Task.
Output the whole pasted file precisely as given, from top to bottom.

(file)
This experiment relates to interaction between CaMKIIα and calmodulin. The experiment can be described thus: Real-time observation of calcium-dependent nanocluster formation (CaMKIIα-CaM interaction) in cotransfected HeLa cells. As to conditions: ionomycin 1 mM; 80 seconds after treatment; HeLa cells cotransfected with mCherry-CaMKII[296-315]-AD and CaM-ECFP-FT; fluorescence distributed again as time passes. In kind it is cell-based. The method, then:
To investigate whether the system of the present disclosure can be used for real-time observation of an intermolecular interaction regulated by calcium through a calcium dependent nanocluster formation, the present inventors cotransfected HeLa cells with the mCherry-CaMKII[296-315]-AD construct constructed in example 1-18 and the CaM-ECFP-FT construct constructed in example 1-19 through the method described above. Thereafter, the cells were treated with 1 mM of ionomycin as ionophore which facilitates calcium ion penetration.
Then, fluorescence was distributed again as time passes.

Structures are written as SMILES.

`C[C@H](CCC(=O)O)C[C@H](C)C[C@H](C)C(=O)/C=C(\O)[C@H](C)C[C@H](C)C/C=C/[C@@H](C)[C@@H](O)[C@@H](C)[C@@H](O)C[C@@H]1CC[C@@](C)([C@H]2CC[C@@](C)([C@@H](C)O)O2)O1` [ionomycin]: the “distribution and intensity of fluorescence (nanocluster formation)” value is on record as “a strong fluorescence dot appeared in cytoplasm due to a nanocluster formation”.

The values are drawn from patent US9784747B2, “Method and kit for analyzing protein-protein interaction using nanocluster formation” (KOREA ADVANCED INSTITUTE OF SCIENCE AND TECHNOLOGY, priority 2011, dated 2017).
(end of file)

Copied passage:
This experiment relates to interaction between CaMKIIα and calmodulin. The experiment can be described thus: Real-time observation of calcium-dependent nanocluster formation (CaMKIIα-CaM interaction) in cotransfected HeLa cells. As to conditions: ionomycin 1 mM; 80 seconds after treatment; HeLa cells cotransfected with mCherry-CaMKII[296-315]-AD and CaM-ECFP-FT; fluorescence distributed again as time passes. In kind it is cell-based. The method, then:
To investigate whether the system of the present disclosure can be used for real-time observation of an intermolecular interaction regulated by calcium through a calcium dependent nanocluster formation, the present inventors cotransfected HeLa cells with the mCherry-CaMKII[296-315]-AD construct constructed in example 1-18 and the CaM-ECFP-FT construct constructed in example 1-19 through the method described above. Thereafter, the cells were treated with 1 mM of ionomycin as ionophore which facilitates calcium ion penetration.
Then, fluorescence was distributed again as time passes.

Structures are written as SMILES.

`C[C@H](CCC(=O)O)C[C@H](C)C[C@H](C)C(=O)/C=C(\O)[C@H](C)C[C@H](C)C/C=C/[C@@H](C)[C@@H](O)[C@@H](C)[C@@H](O)C[C@@H]1CC[C@@](C)([C@H]2CC[C@@](C)([C@@H](C)O)O2)O1` [ionomycin]: the “distribution and intensity of fluorescence (nanocluster formation)” value is on record as “a strong fluorescence dot appeared in cytoplasm due to a nanocluster formation”.

The values are drawn from patent US9784747B2, “Method and kit for analyzing protein-protein interaction using nanocluster formation” (KOREA ADVANCED INSTITUTE OF SCIENCE AND TECHNOLOGY, priority 2011, dated 2017).